Fascinated by the Japanese minimalist interior design and principles? Here are seven easy ways how you can use it in our home decor too.

At present, it is believed that most Americans are stressed for the most part of their lives according to a survey conducted by Paychex. As our daily lives become busier and more demanding, we increasingly aim to find refuge in our own homes, by creating spaces that promote peace and tranquillity in minimalism.

Although there are countless ways to bring a sense of calm to a home through effective decorating techniques, it is for this very reason that Japanese minimalist interior design has been embraced by the West. Creating a classical Japanese ambiance for your home is a lot easier than it may sound once you grasp a basic understanding of what it will entail.


Nature Features Strongly in Japanese-Style Interiors

Nature Features Strongly in Japanese-Style Interiors #homedecor

The Japanese are inherent nature lovers, constantly ensuring they maintain a resilient connection to the outdoors – by inviting it inside. There are a number of ways to include aspects of nature into your home interior while staying in line with Japanese culture. Sleek, simple greenery, bamboo, and wooden furnishings are undeniably two of the easiest ways to create a natural, relaxed ambiance in your home.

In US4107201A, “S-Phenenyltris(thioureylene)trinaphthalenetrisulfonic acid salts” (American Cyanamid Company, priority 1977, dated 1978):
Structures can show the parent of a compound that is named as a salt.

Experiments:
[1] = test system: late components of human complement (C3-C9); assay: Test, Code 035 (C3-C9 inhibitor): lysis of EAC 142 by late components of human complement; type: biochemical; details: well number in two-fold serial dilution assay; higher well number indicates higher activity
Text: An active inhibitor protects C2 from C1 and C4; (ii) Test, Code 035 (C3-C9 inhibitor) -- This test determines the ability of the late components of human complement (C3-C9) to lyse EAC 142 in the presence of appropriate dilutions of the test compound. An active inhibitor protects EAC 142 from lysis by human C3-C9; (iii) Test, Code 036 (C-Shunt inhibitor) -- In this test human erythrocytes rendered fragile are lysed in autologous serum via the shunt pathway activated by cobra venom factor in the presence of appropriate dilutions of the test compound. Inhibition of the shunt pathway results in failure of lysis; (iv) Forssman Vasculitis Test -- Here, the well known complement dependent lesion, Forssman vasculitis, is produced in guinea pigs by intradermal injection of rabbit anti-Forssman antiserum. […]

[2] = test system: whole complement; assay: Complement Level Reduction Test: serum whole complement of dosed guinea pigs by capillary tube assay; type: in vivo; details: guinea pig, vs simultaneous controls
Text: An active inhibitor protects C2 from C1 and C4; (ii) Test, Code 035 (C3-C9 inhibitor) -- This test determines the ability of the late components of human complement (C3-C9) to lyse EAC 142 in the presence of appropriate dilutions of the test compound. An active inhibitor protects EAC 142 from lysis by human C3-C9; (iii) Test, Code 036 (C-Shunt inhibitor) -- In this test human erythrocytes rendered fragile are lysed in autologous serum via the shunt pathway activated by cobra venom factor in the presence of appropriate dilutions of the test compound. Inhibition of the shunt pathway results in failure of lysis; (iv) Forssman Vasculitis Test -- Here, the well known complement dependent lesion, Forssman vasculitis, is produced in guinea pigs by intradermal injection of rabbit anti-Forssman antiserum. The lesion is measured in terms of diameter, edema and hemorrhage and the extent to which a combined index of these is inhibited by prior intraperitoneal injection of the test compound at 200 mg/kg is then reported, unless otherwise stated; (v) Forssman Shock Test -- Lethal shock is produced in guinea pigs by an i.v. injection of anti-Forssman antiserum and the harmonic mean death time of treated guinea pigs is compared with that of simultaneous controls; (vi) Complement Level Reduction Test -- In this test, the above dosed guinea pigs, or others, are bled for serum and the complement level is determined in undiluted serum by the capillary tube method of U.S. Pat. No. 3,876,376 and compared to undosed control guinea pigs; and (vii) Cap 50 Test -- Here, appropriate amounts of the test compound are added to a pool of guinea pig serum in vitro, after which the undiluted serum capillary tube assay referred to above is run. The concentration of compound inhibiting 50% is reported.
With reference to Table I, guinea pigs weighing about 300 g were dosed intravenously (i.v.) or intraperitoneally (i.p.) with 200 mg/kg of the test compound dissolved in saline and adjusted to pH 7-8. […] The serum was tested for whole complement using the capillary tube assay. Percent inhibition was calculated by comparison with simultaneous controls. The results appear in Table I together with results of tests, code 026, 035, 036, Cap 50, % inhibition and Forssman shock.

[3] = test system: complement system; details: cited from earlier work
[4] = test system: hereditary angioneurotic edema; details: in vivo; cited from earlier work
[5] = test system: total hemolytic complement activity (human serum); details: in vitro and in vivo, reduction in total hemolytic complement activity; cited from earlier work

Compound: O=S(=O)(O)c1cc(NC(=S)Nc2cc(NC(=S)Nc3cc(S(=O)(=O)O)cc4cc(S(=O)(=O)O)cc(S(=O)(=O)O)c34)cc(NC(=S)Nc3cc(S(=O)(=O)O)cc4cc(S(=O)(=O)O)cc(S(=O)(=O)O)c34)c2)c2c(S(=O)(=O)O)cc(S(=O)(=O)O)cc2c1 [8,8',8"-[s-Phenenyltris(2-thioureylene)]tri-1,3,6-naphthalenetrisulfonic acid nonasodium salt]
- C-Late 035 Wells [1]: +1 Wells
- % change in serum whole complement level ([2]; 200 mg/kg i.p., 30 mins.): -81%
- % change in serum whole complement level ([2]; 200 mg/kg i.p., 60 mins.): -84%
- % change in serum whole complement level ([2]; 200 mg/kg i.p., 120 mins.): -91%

Related:
100 Charming Farmhouse Living Room Ideas to Try at Home

Large windows and sliding doors that allow unobstructed views of natures, calming water features and even a miniature Zen garden on top of a coffee table or unused kitchen counter can also all help open up your home to the wonders of nature.


Japanese-Style Furniture Offers Elegant Minimalism

Japanese-Style Furniture Offers Elegant Simplicity #homedecor

Traditionally, Japanese homes do not have separate rooms dedicated to certain activities such as watching television or entertaining guests. It is, however, still possible to mimic oriental simplicity within our modern-day segregated dwellings. Japanese furniture is customarily very low to the ground. This applies to everything from tables to bed frames. Dining-room tables and chairs can easily make way for a large, low table with cushions scattered around it to sit on, lending a whimsical air to meal times.

Furniture, in general, should be sleek and modern, made of only natural materials. Each piece should serve a specific purpose and be kept in one particular place. You can benefit greatly by doing some research on Feng Shui which will enable you to create a well-balanced, simplistic interior.

Embrace the Shoji Screen

Embrace the Shoji Screen #homedecor

Traditionally made from a wooden structure covered in a translucent paper known as Washi, Shoji screens are most commonly used to divide a room but can also be implemented as a window or door covering. There are a large variety of screens available, some free-standing and some on rails.

Related:
20 Creative and Easy DIY Floral Wreath Ideas You Can Copy

When they are closed they do not drown out the natural light from a room like heavy curtains, conventional doors and blinds do. These screens can be especially useful in a bedroom where you are in need of privacy while still letting the natural light to go through.


Create a Japanese-Style Entryway

Create a Japanese-Style Entryway